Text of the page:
Brazil Sugar King Moves Closer to Gaining Railway ControlGerson Freitas Jr.
The tycoon who built the world’s biggest sugar-cane operation by buying mills in Brazil is about to dominate rail freight transport in the country.
Cosan, the sugar maker controlled by billionaire Rubens Ometto, won approval from ALL-America Latina Logistica SA controlling shareholders to buy the train operator for about $3 billion in an all-stock deal, ALL-Logistica said in a filing yesterday. Shares gained as much as 5.6 percent today.
The blessing from holdouts including pension fund Previ opens the way for Cosan to take over a rail network connecting Brazil’s two largest ports to areas that produce most of the world’s sugar and soybean exports. The deal culminates Ometto’s three-year battle to gain control over routes that face increasing bottlenecks to ship record crops.
“The deal allows Rubens Ometto to expand Cosan’s participation in logistics, which was his big goal,” Pedro Galdi, chief equity analyst at brokerage SLW Corretora in Sao Paulo, said by phone. “The merger will bring synergy gains to ALL.”
The combination “has enormous potential to contribute to the development of the country’s infrastructure,” Cosan Chief Executive Officer Marcos Lutz said in an e-mailed statement. “Our goal is to create value with investments and management.”
The tie-up probably will generate savings of 3.36 billion reais, newspaper Valor Economico reported today, without saying where it got the information.
Previ, which rejected a Cosan offer to buy a stake in ALL in 2012, is part of the group that approved the 6.96 billion-real ($3.1 billion) takeover offer valuing ALL’s shares at 10.184 reais each. That’s a 56 percent premium over the Feb. 21 close before the bid was announced on Feb. 24. The premium had narrowed to 26 percent yesterday.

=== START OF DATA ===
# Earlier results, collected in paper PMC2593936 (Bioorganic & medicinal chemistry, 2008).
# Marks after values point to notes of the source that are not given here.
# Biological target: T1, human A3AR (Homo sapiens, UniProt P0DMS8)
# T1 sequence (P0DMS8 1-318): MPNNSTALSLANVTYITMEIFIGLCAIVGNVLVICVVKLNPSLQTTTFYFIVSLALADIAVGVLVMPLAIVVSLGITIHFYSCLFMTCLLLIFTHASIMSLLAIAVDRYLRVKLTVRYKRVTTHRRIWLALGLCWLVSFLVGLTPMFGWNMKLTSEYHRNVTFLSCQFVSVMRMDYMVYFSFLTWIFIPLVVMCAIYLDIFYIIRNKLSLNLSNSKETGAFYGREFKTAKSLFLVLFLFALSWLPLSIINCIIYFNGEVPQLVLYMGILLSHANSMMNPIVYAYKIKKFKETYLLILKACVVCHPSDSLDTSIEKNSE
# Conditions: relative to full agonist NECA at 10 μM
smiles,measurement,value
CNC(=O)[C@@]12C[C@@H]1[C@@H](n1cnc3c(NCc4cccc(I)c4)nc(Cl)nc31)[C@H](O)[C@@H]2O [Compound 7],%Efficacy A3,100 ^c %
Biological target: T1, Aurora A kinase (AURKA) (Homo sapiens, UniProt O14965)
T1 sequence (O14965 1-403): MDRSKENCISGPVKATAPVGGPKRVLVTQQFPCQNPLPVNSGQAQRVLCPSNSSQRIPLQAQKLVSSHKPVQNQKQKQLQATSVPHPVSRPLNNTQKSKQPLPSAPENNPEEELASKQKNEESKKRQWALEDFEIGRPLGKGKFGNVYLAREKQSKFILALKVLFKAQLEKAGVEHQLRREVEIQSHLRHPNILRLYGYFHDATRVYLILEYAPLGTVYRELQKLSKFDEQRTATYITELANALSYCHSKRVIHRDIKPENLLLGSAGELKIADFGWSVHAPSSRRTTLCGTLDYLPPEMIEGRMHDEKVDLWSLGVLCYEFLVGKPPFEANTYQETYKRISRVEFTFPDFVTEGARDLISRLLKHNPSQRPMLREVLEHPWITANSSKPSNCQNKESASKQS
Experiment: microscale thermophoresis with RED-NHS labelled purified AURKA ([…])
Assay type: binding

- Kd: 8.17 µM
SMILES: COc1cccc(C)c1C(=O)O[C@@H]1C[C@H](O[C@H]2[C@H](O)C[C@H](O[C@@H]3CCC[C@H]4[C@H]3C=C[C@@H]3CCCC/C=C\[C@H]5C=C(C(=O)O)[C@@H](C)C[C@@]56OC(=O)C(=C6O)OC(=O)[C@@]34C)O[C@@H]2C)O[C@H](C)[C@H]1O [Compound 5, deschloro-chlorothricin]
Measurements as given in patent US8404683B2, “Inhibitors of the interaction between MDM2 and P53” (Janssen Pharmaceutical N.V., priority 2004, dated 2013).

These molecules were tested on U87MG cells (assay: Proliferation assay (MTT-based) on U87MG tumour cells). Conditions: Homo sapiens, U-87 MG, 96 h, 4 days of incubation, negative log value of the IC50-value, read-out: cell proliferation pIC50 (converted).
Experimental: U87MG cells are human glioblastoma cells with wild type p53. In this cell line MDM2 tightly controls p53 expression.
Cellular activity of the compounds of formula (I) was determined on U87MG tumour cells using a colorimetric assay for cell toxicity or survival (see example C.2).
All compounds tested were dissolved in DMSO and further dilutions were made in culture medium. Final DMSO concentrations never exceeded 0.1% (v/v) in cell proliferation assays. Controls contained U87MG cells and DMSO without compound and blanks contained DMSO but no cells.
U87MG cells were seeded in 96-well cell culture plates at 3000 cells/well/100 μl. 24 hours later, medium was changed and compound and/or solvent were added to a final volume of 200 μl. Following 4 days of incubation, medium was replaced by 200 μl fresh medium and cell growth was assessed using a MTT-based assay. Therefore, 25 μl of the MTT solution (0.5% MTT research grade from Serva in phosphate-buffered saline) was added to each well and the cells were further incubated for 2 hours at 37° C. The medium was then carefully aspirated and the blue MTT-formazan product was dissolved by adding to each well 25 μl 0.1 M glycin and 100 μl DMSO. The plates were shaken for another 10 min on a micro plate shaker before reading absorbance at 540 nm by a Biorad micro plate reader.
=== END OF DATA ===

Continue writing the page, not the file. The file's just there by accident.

Shares rose 3 percent to 8.34 reais at 12:38 p.m. in Sao Paulo after reaching 8.55 reais.
The proposal will be submitted to ALL minority shareholders within 30 days. The agreement is subject to approval by Brazil’s land transport regulator, known as ANTT, and antitrust regulator, known as Cade.
Under Cosan’s proposal unveiled in February, ALL will merge with Cosan’s logistics unit Rumo. Shareholders of Rumo will hold a 36.5 percent stake in the new company and name most board members, while ALL’s shareholders will own 63.5 percent.
The resulting company, which will be listed in Sao Paulo, is poised to invest in transport projects as Brazil plans to auction ports and 10,000 kilometers (6,200 miles) of railroads to boost economic growth.
ALL operates about 13,000 kilometers of rail lines, or almost half of the 29,000 kilometers in Brazil, the world’s top sugar and soybeans exporter.
ALL’s network is crucial for the country’s booming farm industry as it connects the largest soybean-producing state of Mato Grosso to the ports of Santos and Paranagua through Sao Paulo state, where most of the country’s sugar is produced.
Rumo’s assets include six warehouses linked to ALL’s network and the largest sugar port terminals in Santos, with the capacity to handle 18 million metric tons a year.
The group of ALL shareholder that approved the deal is formed by private holders Julia Dora Arduini, her husband Riccardo Arduini and Wilson de Lara, with a combined 53 percent of controlling shares. Brazil’s state development bank BNDES has 16.6 percent. Pension funds Previ and Funcef, along with BRZ Investimentos, hold a combined 30.3 percent.
The proposal received mixed reactions in Brazil’s commodities industry. While Abiove, a soybean processors group, expressed concern that the deal could be harmful for the transportation of crops as it concentrates power in the hands of an important user of ALL lines, companies including Vanguarda Agro SA said the merger will allow for investments in railroads to increase at a faster pace.